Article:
The creators indicated prior to release that the series would provide LGBT representation.[28] Tor.com commented that the series "reads as utterly queer in just about every aspect", with many characters coded as fluid in terms of gender or sexuality, and none as clearly heterosexual.[29] Stevenson said that when a network executive asked what the rainbow in the climax of the first season's finale meant, she replied: "The gay agenda".[30] In March 2021, Stevenson told Vanity Fair that early in the show's run there "had to be plausible deniability" around most queer relationships, but this changed once they got "positive, vocal support from fans of the show" who picked up on queer subtext and wanted more. This enabled Stevenson to sell executives on the idea that the "queer relationship between the two leads [was] to be the climax of the entire show."[31]

The relationship between Adora and Catra has undercurrents of romantic tension from the beginning of the series,[12][32][33] and concludes with a mutual confession of love and an on-screen kiss in the final episode. The scene has been regarded as a revolutionary moment in the history of children's media and LGBT representation.[34][35][36] Other reviews praised the "queer romance" manifested by the Adora-Catra relationship[37][38][39] and said that this slow-burn romance[a] was a groundbreaking moment for TV.[40][41]

The series features same-sex attraction and romance among secondary and side characters as well. The romantic relationship between two female side characters, Spinnerella and Netossa, appears beginning in the first season,[42][43][44][38] and receives more attention in a plot arc in the fifth season when Netossa must rescue her wife from the villain's mind control.[36][45] The second season introduces a gay couple, Bow's fathers Lance and George. Additionally, it is strongly implied that Scorpia, Catra's right-hand through most of the series, has feelings for Catra and goes on pseudo-dates "disguised as side missions."[46] In August 2020, Stevenson stated on Twitter that the characters Light Hope and Mara were in love in the series's backstory.[47]

In addition to queer romantic relationships, the series also features diverse gender identities. The fourth season introduced Double Trouble, a non-binary character who uses the singular they pronoun and is voiced by the non-binary actor and writer Jacob Tobia.[48][49] The character designer Rae Geiger said that the character Jewelstar, featured in the fifth season and voiced by the transgender actor Alex Blue Davis, is a transgender man. Geiger also said that they intended for Adora's ally Perfuma to be read as a trans woman, though this is not acknowledged in the show.[50][51][48]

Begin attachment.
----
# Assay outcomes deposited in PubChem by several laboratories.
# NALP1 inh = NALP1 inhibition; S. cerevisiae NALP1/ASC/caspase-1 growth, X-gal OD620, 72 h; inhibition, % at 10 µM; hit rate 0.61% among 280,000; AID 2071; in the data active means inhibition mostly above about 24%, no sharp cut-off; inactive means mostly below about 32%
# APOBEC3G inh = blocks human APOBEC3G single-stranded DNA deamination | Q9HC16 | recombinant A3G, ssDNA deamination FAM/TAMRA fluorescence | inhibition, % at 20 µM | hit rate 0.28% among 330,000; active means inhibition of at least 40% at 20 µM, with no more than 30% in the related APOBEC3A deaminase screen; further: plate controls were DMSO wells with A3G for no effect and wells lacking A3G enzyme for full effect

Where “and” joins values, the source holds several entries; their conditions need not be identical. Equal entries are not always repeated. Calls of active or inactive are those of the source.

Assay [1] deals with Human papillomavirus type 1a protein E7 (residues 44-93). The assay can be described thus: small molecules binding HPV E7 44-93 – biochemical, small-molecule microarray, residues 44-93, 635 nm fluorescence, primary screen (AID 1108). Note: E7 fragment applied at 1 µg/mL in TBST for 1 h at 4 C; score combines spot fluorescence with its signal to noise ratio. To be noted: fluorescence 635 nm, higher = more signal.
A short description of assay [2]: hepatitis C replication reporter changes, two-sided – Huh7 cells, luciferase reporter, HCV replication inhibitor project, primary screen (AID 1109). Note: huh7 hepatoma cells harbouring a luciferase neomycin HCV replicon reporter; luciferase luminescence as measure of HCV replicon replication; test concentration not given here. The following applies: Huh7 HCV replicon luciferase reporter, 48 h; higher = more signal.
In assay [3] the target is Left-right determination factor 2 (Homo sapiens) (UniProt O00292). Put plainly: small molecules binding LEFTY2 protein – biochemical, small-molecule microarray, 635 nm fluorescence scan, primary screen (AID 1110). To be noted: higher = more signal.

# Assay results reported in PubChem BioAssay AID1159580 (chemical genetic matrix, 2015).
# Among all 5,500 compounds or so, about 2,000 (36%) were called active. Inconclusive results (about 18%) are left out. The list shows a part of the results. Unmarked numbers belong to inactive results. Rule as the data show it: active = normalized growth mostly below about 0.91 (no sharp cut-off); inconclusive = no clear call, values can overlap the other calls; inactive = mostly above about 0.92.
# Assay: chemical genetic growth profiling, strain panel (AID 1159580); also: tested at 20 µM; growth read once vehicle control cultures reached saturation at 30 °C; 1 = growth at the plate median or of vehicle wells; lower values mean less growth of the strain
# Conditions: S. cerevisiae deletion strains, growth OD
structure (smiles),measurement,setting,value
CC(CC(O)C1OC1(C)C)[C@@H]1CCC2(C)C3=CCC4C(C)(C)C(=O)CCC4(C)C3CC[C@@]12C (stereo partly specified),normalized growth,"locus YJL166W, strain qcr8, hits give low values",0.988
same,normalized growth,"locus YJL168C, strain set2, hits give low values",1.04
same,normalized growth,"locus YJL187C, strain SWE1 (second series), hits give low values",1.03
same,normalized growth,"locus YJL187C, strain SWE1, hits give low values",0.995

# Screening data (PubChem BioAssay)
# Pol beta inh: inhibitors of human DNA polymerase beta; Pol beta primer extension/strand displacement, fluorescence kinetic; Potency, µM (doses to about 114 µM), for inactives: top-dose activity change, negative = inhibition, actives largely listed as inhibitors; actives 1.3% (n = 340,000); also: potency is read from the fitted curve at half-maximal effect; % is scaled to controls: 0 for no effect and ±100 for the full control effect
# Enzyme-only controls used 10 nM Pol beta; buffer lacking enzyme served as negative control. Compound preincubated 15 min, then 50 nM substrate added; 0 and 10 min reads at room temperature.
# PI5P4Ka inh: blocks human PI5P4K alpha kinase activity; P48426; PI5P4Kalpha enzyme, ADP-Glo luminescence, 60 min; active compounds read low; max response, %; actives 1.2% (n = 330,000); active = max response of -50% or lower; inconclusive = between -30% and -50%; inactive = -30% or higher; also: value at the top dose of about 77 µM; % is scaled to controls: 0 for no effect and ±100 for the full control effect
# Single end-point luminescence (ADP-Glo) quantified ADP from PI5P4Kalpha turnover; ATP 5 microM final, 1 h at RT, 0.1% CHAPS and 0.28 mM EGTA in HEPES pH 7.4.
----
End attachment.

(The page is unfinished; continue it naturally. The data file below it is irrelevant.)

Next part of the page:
In June 2021, Stevenson told Insider that while the show's staff had a "good number of trans and nonbinary crew," criticism from some of Double Trouble as a villain and a "nonbinary character whose gender nonconformity was conflated with...alienness," blindsided her, admitting they "might have done some things differently," had they known of this perspective.[52] She also said this conversation was important because "it points to the limits of our imagination." Tobia also told the publication that non-binary representation on screen needs to reflect the diversity of the non-binary community and make a statement to viewers in the process.

Staff and cast[edit]

Noelle Stevenson, the creator of the rebooted She-Ra, with Aimee Carrero, voice of She-Ra, and AJ Michalka, voice of Catra.

The series' showrunner and creator is Noelle Stevenson, a cartoonist who became known for her Eisner Award-winning comics Nimona and Lumberjanes. The principal voice cast includes Aimee Carrero as She-Ra, AJ Michalka as Catra, Karen Fukuhara as Glimmer, and Marcus Scribner as Bow.[53] Mary Elizabeth McGlynn is the voice director.[54] The series has an all-female writers' room, and only one man in the regular voice cast.[14] Around 45 people worked on She-Ra in the DreamWorks offices in Glendale.[8]

Design[edit]

She-Ra in the 1985 series (left) and her 2018 redesign (right) that triggered debate on social media.

Visually, the rebooted She-Ra series takes inspiration from anime and the works of Hayao Miyazaki and Moebius. Whereas the original series' heroines were all of exactly the same size and shape to facilitate animation and toy production, and were all white (with the late exception of Netossa), the new series' characters are intentionally diverse in shape and ethnicity.[14]

Character design[edit]

After first images of She-Ra's design were released in July 2018, controversy ensued on social media. Some Internet users contended that she was not as "beautiful and sexy",[55] voluptuous or glamorous as in the original series,[56] or that she looked like a boy.[57] Other users responded that the new series tried to avoid sexualizing a children's show,[58] and conveyed body positivity.[55]